Although a number of other models were created in between, such as the popular Omega Constellation in 1952, the next truly iconic timepiece to emerge from the manufacturer was the Omega Speedmaster, which was launched in 1957. Originally designed as a sport and racing timepiece, its popularity soon became out of this world.
During the 1960s, the Speedmaster became associated with NASA, who used the model during space flight. In 1969, the astronauts aboard Apollo 11 sported Omega Speedmaster watches and although Neil Armstrong left his inside the Lunar Module, Buzz Aldrin wore his Omega while walking on the surface of the moon.
Since that time, the manual winding Speedmaster Professional has been affectionately dubbed the 'Moonwatch' and the popularity of the Speedmaster collection has sky-rocketed. Today, it remains one of Omega's most popular and recognisable lines, defined by its sub-dials and the presence of a tachymeter scale on the bezel.
Omega De Ville
Starting in 1967, the Omega De Ville Model, which had previously served as part of the Seamaster line, became its very own collection. Characterised by its simple functions and modern aesthetics, the new collection became extremely popular very quickly, emerging as the best-selling Omega model over its first few years.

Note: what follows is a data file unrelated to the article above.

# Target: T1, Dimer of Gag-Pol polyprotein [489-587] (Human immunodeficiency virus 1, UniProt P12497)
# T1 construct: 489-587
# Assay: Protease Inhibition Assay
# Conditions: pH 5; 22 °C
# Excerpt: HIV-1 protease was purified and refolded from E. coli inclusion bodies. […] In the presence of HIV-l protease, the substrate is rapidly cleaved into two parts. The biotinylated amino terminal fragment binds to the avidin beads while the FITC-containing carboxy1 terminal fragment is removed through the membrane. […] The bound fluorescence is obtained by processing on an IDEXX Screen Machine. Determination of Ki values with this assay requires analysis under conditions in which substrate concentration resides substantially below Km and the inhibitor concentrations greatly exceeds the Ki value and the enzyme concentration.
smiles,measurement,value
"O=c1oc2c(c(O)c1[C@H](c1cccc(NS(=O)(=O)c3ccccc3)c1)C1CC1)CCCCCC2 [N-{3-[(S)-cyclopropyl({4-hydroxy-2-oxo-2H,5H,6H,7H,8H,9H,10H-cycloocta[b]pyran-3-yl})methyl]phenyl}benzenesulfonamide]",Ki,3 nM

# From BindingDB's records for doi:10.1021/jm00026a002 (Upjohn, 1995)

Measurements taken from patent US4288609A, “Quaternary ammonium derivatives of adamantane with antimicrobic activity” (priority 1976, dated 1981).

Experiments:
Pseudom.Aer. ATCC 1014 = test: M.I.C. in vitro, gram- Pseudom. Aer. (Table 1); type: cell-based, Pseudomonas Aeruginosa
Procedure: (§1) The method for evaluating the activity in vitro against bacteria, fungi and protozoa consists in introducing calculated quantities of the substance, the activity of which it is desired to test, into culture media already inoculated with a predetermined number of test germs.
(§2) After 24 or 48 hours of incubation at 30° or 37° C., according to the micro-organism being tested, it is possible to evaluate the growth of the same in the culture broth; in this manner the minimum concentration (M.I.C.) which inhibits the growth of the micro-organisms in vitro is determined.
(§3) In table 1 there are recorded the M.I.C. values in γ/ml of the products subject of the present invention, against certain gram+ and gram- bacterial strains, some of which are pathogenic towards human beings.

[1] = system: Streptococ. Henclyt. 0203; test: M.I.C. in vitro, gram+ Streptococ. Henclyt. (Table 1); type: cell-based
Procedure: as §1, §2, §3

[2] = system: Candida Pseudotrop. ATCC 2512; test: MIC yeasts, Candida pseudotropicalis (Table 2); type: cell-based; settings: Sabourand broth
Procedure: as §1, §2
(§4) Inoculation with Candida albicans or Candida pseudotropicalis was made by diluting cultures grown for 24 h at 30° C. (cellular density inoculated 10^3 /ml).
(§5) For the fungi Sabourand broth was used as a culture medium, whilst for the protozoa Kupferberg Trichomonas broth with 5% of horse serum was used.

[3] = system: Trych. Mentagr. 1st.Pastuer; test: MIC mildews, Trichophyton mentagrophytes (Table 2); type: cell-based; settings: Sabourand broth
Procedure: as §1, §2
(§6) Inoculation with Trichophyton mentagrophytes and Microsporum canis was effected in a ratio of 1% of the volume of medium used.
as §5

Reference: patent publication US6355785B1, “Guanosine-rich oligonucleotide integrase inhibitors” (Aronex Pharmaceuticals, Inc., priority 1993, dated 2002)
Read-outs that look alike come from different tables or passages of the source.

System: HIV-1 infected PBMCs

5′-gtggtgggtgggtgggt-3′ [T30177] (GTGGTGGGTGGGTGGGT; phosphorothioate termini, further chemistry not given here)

Omega utilised the De Ville collection to experiment with new design ideas. For instance, some models within the collection were given rectangular cases, moving away from the traditional round case shape that had always been associated with the brand up until that point.
However, Omega struggled during the 1970s, due to the 'Quartz Crisis'. Unlike Rolex, who banked on people still wanting high-quality, in-house movements, Omega attempted to compete with the likes of Seiko by releasing quartz models and, as a consequence, fell significantly behind Rolex for several decades.
Omega Latest Watch Models
Over the past 20 years, Omega has gradually closed the gap on Rolex once again, and is now firmly re-established as one of the big names in luxury Swiss watches. The brand has also continued to innovate, with some new releases in that time, including a few world firsts.
In 1995, the company created the world's first automatic wristwatch with a centrally mounted tourbillion. Then, just prior to the turn of the new millennium, the company released the Omega De Ville Co-Axial, which was the world's first mass-produced wristwatch to feature a co-axial escapement.
At the beginning of 2014, Omega announced that they had created another world first - a movement that is resistant to magnetic fields greater than 15,000 gauss, or 1.5 tesla, which can be found in the Omega Seamaster Aqua Terra Watch Models. This far exceeded previous anti-magnetic achievements in the field of luxury watchmaking and re-asserted Omega's place at the very top of the industry.